[For BP disaster see, "Uncanny Prediction of BP Disaster & Response," June 10, 2010; "BP's Commercial: Shame on Media," June 9; "Big Oil: Calling Shots, Corrupting Government," May 26, 2010; "Obama As Finger-Pointer-In-Chief," May 18, 2010; "Big Oil + Big Corruption = Big Mess," May 10, 2010; "P&L: Public Loss From Private Profit," May 3, 2010.]
(bought to you by FromDC2Iowa.blogspot.com*)
There's a wonderful column in the Press-Citizen this morning by D.J. Moser explaining why fish need bicycles. It's clever, well written, and analytically sound. It's reproduced at the bottom of this blog entry.
Do you recall the line from the 1970's: "A woman needs a man like a fish needs a bicycle"?
My own realization that fish might actually need bicycles occurred during Iowa City's 1993 flood, while I was bicycling through the City Park. The sidewalk between the ball fields and the River had a couple of inches of water over it, so I was biking even slower than usual to minimize the water on the bike and myself. Looking down, I saw a fish on the sidewalk, alive but lying on its side, also making its way slowly along the path. As I looked at it I said to myself, "Now there's a fish that really does need a bicycle.
D.J.'s point is less frivolous, more related to the day's news -- as you'll see in a moment.
Anyhow, even though bike to work week is long passed, it caused me to Google myself and "bicycles" to see what I might have written on the subject.
Last December someone kindly uploaded a column of which I had no memory whatsoever, with the notation, "Federal Communications Commissioner Nicholas Johnson wrote this piece for the New York Times, Aug. 2, 1973." (They also nicely noted, in reference to my candidacy in the Iowa Third District congressional Democratic primary of 1974 -- following which Chuck Grassley won the general election to Congress -- "Imagine what the Senate might be like if Johnson beat Grassley back then.") Curious, I checked my online bibliography and lo and behold, there was the column. So I guess it is my writing, especially since there is a version of it in my book, Test Pattern for Living.
It's my take on how automobiles are like cigarettes. Because it refers to giving up smoking, I should probably quickly add in this anti-tobacco age that to the best of my memory I have never smoked a cigarette. (Unlike President Clinton, who smoked but didn't inhale, since I lived through a time when cigarette smoke was everywhere, I didn't smoke but did inhale!) The line does, however, reflect the true story of my father's path to giving up tobacco -- too late in his short life, as it turned out.
The column, reflecting the spirit of the 1970s, went like this:
If you've read this far you will understand why D.J. Moser's column caught my eye and caused me to smile and applaud.
"Bicycles are Model Citizens"
The Bicycle -- It's Like Giving Up Smoking
New York Times
August 2, 1973, p. 35, col. 2.
I ride a bicycle. Not because I hate General Motors but haven't the courage to bomb an auto plant. I don't do it as a gesture of great stoicism and personal sacrifice.
I am not even engaged, necessarily, in an act of political protest over that company's responsibility for most of the air pollution tonnage in the United States.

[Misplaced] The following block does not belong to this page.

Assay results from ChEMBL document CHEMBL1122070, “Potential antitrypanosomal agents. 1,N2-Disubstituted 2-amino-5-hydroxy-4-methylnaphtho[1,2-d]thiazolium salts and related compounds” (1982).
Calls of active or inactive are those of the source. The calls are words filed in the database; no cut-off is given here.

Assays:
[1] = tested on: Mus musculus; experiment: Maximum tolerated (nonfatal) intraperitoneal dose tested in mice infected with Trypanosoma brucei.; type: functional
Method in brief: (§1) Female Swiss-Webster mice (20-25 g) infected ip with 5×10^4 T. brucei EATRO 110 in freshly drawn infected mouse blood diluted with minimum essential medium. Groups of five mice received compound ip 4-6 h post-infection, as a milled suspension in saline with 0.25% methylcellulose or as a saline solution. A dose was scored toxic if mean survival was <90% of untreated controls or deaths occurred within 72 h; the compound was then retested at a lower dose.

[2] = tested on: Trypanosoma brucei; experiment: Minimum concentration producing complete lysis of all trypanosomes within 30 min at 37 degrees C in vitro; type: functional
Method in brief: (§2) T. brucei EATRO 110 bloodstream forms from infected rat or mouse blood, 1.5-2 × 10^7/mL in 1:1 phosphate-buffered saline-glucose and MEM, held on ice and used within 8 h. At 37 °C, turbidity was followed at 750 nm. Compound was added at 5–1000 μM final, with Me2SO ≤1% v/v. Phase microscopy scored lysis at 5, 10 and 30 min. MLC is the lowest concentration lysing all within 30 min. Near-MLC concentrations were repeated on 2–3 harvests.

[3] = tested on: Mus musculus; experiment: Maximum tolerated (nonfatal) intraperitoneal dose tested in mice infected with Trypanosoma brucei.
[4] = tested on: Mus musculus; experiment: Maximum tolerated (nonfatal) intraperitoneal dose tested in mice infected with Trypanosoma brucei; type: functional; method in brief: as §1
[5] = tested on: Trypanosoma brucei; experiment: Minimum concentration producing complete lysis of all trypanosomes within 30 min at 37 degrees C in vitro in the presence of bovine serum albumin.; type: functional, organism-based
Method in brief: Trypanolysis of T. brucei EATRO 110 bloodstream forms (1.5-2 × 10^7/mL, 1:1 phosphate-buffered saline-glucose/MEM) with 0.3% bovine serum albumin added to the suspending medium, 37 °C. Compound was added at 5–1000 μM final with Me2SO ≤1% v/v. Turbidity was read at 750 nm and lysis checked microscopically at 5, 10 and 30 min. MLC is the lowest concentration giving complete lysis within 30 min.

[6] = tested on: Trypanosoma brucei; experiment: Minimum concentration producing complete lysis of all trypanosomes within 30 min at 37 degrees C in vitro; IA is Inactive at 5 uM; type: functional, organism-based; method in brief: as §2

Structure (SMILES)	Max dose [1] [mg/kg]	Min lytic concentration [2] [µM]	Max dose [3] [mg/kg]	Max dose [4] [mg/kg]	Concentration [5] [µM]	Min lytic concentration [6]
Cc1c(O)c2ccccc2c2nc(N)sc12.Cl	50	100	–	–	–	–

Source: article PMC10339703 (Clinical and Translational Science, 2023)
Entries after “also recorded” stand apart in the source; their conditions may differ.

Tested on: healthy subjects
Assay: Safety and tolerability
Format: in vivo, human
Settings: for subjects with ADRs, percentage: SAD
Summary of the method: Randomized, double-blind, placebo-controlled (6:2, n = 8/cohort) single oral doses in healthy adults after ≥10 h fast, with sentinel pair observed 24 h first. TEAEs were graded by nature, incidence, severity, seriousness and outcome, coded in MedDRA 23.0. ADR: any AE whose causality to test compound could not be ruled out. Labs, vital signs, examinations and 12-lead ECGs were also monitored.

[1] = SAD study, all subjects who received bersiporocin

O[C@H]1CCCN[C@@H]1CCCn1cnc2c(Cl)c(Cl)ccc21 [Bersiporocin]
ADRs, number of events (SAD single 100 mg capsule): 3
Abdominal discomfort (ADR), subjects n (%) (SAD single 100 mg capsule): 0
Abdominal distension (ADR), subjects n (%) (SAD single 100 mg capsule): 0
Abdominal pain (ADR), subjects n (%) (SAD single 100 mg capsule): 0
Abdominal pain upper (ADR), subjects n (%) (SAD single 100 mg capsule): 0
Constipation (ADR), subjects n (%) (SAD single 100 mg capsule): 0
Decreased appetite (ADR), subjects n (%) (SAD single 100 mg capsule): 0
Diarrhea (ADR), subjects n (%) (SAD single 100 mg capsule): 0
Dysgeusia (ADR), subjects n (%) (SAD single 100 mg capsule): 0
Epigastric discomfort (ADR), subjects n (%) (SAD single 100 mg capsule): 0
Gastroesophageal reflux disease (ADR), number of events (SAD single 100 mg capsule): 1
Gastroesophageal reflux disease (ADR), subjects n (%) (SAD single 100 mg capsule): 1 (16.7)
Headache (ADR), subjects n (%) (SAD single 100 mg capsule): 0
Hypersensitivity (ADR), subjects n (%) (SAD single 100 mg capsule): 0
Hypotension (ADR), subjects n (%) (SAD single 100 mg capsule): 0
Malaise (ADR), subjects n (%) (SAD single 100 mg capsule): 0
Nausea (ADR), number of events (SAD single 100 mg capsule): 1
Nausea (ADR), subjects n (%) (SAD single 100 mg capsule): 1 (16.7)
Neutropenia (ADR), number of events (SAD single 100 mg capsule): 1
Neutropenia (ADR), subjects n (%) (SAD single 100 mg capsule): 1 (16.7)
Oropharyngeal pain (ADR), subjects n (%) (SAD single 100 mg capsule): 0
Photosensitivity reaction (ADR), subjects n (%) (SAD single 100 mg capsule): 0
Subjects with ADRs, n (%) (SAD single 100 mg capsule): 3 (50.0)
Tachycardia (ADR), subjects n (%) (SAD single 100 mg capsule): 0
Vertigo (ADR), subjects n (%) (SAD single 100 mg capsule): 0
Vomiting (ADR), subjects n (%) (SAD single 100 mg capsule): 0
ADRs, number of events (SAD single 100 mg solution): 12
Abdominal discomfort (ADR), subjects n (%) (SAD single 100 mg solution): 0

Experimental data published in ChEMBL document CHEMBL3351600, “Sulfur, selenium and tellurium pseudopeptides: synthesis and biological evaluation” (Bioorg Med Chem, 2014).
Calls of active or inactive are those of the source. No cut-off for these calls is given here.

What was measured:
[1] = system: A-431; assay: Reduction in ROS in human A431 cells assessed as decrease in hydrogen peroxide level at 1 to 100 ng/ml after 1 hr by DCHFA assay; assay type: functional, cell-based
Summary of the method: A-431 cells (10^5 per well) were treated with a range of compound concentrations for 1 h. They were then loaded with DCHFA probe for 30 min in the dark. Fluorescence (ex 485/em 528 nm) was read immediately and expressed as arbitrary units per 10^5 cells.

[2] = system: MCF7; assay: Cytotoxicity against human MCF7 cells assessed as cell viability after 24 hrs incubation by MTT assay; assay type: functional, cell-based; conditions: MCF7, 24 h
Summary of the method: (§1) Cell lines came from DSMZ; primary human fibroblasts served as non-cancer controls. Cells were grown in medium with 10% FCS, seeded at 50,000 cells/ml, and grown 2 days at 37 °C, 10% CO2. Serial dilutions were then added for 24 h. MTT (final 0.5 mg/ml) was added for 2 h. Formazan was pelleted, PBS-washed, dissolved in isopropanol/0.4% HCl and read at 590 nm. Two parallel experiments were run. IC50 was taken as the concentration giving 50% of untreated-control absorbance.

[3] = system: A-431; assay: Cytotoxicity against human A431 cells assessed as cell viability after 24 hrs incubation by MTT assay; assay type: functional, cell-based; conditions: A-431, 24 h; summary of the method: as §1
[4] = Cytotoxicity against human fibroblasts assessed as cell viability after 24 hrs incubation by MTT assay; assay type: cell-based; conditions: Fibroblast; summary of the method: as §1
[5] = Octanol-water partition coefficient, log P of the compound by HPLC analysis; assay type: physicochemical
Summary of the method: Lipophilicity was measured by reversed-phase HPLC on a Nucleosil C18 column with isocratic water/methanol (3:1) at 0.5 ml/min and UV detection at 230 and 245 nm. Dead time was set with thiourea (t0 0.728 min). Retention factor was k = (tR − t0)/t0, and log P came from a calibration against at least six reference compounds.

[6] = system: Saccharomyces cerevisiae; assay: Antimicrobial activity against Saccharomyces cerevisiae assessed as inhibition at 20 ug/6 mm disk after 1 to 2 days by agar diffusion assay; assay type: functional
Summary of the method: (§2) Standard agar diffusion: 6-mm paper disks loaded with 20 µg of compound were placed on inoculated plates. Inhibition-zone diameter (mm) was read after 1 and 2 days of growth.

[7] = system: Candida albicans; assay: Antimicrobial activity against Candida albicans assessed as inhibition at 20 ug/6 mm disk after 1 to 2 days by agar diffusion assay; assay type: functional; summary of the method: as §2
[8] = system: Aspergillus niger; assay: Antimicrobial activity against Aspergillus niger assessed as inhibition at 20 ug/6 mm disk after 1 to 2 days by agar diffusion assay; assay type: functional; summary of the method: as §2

It's like finally giving up cigarettes. You just wake up one morning and realize you don't want to start the day with another automobile.
Cigarette smoking is not a pleasure, it's a business. In the same say, you finally come to realize that you don't need General Motors, they need you. They need you to drive their cars for them. You are working for Detroit and paying them to do it. Automobiles are just a part of your life that's over, that's all.
No hard feelings. You've just moved on to something else. From now on, you just use their buses, taxis, and rental cars when they suit your convenience. You don't keep one for them that you have to house, feed and water, insure and care for.
You ride a bicycle because it feels good. The air feels good on your body; even the rain feels good. The blood starts moving around your body, and pretty soon it gets to your head, and, glory be, your head feels good.
You start noticing things. You look until you really see. You hear things, and smell smells you never knew were there. You start whistling nice little original tunes to suit the moment. Words start getting caught in the web of poetry in your mind.
And there's a nice feeling, too, in knowing you're doing a fundamental life thing for yourself: transportation. You got a little bit of your life back! And the thing you use is simple, functional, and relatively cheap.
You want one that fits you and rides smoothly, but with proper care and a few parts, it should last almost forever.
Your satisfaction comes from within you, and not from the envy or jealousy of others. (Although you are entitled to feel a little smug during rush hours, knowing you are also making better time than most of the people in cars.)
On those occasions when I am not able to cycle through the parks or along the [C&O] canal -- because the paths are rough with ice or muddy from rain or melting snow -- bicycling enables me to keep closer to the street people, folks waiting for buses or to cross streets, street sweepers, policemen, school "patrol," men unloading trucks.
Needless to say, you cannot claim any depth of understanding as a result of such momentary and chance encounters but by the time I get to the office I do somehow have the sense that I have a much better feeling for the mood of the city that day than if I had come to my office in a chauffeur-driven government limousine.
Although I am willing to brave the traffic and exhaust, I am aware it is dangerous. I think bicycles ought to be accorded a preferred position in the city's transportation system. At the very least, they deserve an even break.